bcarso

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It might be sufficient, depending on how much loading of the follower output you have, to simply tie it directly to the upper Q source. If for some reason the LIS parts are simply reverse-biased diode substrates, then bias the substrate sufficiently negative with a resistor and negative voltage and cap-couple, giving due consideration to maximum voltage swings.

I had initially planned on having a low-C auxiliary FET follower to drive both it and a cascode FET in the drain of the upper follower Q. At one point I even considered a tube as the auxiliary buffer :green: owing to the smaller C modulation with voltage swing.

But the bootstrapped cascode using a higher pinchoff FET seemed to work so well at audio frequencies that I was talked out of the more extreme approaches.

When an uncompensated cascode affair of this sort was used as a quick-and-dirty solution so my friend could demo his speakers, some of the golden ears complained that it sounded a little sluggish or something. This was of course after they were told what was inside the box, which makes me very skeptical ("oh yeah, those parts are really big" [referring to the 389s]). But I did agree that the input C was higher than expected, and later realized it was Mr. Substrate, or about half of him, due to the lower device being given no advantage of driving voltage.

To keep things in perspective, I believe the net input C was about 20pF. Normally something fed from a typical hifi line-level source would not be particularly concerned about 20pF. But then it will have a voltage modulation which will introduce distortion. I suppose if it were a tube preamp feeding with a high output Z it could be a marginal effect.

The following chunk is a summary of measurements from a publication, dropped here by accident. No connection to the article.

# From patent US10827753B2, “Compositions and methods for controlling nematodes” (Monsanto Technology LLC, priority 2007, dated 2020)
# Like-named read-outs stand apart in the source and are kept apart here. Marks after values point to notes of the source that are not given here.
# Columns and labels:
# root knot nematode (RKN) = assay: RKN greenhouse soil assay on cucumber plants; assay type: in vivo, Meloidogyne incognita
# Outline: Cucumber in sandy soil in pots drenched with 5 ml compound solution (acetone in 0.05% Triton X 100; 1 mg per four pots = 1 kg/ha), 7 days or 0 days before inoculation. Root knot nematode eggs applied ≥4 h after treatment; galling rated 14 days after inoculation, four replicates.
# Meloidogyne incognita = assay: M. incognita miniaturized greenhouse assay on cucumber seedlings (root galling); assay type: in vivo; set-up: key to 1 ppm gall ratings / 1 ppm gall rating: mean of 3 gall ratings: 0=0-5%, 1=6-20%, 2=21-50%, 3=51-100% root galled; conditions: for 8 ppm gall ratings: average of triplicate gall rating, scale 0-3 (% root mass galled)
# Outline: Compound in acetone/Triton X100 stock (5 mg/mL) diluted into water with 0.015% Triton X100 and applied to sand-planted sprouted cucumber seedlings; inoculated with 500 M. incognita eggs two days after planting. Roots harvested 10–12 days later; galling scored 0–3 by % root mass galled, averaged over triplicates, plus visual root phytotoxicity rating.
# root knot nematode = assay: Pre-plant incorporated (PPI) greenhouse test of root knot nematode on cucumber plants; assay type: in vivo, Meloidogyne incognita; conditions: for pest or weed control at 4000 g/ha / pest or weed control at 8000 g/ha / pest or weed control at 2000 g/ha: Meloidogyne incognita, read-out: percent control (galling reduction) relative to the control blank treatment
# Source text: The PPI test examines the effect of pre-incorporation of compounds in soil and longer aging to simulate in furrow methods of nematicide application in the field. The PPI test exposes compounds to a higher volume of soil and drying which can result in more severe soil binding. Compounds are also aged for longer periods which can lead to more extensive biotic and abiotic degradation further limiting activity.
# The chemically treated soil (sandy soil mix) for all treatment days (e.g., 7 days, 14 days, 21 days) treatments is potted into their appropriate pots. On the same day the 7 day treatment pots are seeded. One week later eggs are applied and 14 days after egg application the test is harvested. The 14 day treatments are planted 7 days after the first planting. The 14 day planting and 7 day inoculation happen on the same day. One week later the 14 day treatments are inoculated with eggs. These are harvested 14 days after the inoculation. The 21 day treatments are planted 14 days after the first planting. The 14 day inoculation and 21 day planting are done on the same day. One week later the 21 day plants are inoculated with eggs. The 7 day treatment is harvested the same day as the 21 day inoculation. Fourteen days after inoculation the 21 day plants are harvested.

As time went on the complaints went away and the dealer who has the one-and-only system says it sounds great now (perhaps after the ritualistic "breaking-in" :razz: ). Since then I have done literally thousands of hours of uncompensated design/development of systems to supersede it.
 

Samuel Groner

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It might be sufficient, depending on how much loading of the follower output you have, to simply tie it directly to the upper Q source.
Just to make sure: to the source and not the output (i.e. after the offset resistor)? The source looks better as being lower impedance.

As time went on the complaints went away and the dealer who has the one-and-only system says it sounds great now (perhaps after the ritualistic "breaking-in" :razz: ).
Or perhaps they used a different power cord? :green:

Samuel
 

bcarso

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Yeah I would go directly to the source.

Yes audiophillery sigh...I just finished the simplified schematic and sim of a highpass stage. It uses five 6C45 supertriodes. Mixing sand and hollow would make it quite a bit simpler, but I am told that people feel that sand-state current regulators contaminate the tube sound.

At least it will glow prettily and warm your room.